News Digest: French Mortgage Market Tightens & Health Pass for Over 12s

 

News

News Digest: French Mortgage Market Tightens & Health Pass for Over 12s

France extends its Health Pass (Pass Sanitaire) to children over 12, French mortgage eligibility is set to tighten in the new year, and clarification from the UK over vaccine rules. Here are the French news stories you need to know about this week.

1. Health Pass Extends to Over 12s

France’s Health Pass has been in place since the start of August and is currently required to access everything from bars and restaurants to gyms, cinemas, concerts, and many other events and leisure activities. Up until now, the pass has been a requirement for all over 18s throughout France. However, from October 1st, the pass will be extended to all over 12s.

This may cause issues for travellers planning to visit France with children during the October half-term holidays, especially if you live in a country where vaccines have not yet been made widely available to under 18s (such as the UK). If you are travelling with unvaccinated children between the ages of 12 and 18, it’s important to note that the rules for travel to France have not changed – unvaccinated children can accompany their vaccinated parents without the need for an essential reason (although over-11s must present a negative Covid test on arrival). The pass is not required to access hotels or other tourist accommodation, but some hotels have introduced this as policy, so be sure to check before you travel.

To access the pass for your children without a vaccination certificate, you will need either proof that your child has recovered from Covid-19 in the last six months or proof of a negative PCR or antigen test taken in the last 72 hours. Unfortunately, tests are not free for tourists in France and are set at €29 for an antigen test or €49 for a PCR test. However, they are widely available and many pharmacies and test centres offer 15-minute drop-in services – search for your nearest ‘centre de depistage’ here.

2. Tighter Mortgage Regulations from 2022

France’s High Council for Financial Stability (Le Haut Conseil de Stabilité Financière or HCSF) recently announced that its 2021 recommendations for housing loan practices are set to become law from 2022. The HCSF issued a number of recommendations for banks back in February, including stricter borrowing limits and maximum mortgage terms. However, these are currently only recommendations – they are not legally enforceable, which they will be from next year.

Our mortgage team have also confirmed new eligibility requirements for both UK and US property buyers hoping to secure a French mortgage, including higher minimum loan amounts. Read all about the changes here.

3. Final Date For Withdrawal Agreement Residency Applications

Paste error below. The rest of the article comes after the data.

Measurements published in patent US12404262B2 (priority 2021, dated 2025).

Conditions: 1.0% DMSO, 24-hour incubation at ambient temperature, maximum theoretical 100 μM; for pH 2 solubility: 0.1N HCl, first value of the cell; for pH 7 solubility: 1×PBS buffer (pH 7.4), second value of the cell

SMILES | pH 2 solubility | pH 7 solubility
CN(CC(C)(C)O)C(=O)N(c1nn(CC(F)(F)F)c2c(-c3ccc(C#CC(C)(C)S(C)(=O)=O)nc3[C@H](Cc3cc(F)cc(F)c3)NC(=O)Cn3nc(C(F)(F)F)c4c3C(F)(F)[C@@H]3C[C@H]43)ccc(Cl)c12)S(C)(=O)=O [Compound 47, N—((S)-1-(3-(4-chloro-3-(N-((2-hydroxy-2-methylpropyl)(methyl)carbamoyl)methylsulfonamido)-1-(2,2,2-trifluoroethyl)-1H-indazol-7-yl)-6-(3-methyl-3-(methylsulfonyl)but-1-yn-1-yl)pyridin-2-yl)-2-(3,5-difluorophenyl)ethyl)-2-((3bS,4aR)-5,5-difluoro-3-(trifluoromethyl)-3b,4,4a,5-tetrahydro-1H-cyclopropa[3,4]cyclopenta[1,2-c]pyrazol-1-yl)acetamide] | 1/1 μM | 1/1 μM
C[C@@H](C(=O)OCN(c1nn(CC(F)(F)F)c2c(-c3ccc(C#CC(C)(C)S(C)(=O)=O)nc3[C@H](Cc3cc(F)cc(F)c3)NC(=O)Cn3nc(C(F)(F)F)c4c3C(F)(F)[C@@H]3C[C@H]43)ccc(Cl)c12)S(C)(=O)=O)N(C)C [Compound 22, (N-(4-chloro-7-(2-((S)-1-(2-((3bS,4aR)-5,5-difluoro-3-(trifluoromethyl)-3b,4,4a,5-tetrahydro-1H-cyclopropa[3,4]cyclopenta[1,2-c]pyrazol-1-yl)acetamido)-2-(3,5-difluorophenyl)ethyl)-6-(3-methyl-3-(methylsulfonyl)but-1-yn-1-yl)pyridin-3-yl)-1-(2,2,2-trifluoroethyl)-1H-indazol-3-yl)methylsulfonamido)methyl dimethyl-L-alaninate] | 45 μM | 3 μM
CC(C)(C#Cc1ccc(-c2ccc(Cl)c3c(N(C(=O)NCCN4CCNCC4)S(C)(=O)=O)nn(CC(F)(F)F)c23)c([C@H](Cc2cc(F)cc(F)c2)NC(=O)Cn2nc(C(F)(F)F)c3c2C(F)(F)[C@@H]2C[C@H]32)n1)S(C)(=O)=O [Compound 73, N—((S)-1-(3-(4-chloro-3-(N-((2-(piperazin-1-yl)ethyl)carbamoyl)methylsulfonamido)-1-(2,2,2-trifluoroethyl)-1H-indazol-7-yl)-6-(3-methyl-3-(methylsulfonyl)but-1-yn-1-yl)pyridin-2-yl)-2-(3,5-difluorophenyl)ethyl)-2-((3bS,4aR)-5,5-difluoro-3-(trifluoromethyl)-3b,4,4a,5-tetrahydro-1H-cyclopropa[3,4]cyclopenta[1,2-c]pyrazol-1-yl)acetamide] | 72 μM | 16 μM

The final deadline for Brits living in France after Brexit to apply for a French residency card – a Titre de Séjour – under the Withdrawal Agreement is just a few days away. A three-month extension from the initial deadline of June 30th, 2021, was agreed upon back in June, pushing the deadline to September 30th – this Thursday.

If you were legally resident in France before January 1st, 2021, and have not yet applied for your Titre de Séjour, you must file your application before the end of the month. Failure to do so will not only mean you become illegally resident in France, but it will also mean that you lose your rights to residency under the Withdrawal Agreement.

Our guide to Applying for a Titre de Séjour will talk you through the process.

4. UK to Recognise Mixed Vaccines

In last week’s News Digest, we reported on the changes for travelling between France and the UK from October 4th. Since then, the UK has now changed its policy on accepting mixed-dose vaccines for those vaccinated in the EU.

Those vaccinated with mixed doses (i.e. receiving one dose of AstraZeneca, followed by a second dose of Pfizer) will now be considered as ‘fully vaccinated’ by the UK. Note, however, that the UK still does not recognise those vaccinated with a single dose (because they have recovered from Covid-19 within the six months prior to vaccination) as being fully vaccinated, a common practice within France and many EU countries.

Keep an eye on our article on travelling between France and the UK for the latest updates, but as always, we recommend double-checking the rules of travel right up to your date of departure, as changes are always possible.

Share to:  Facebook   Twitter   LinkedIn   Email

Previous Article French Mortgages: Stricter Lending Criteria From 2022
Next Article Plan Ahead for a Successful Property Scouting Trip to France

Related Articles


FrenchEntrée's Digital Editor, Zoë is also a freelance journalist who has written for the Telegraph, HuffPost, and CNN, and a guidebook updater for the Rough Guide to France and Rough Guide to Dordogne & Lot. She lives in the French countryside just outside of Nantes.

Leave a reply

Your email address will not be published. Required fields are marked *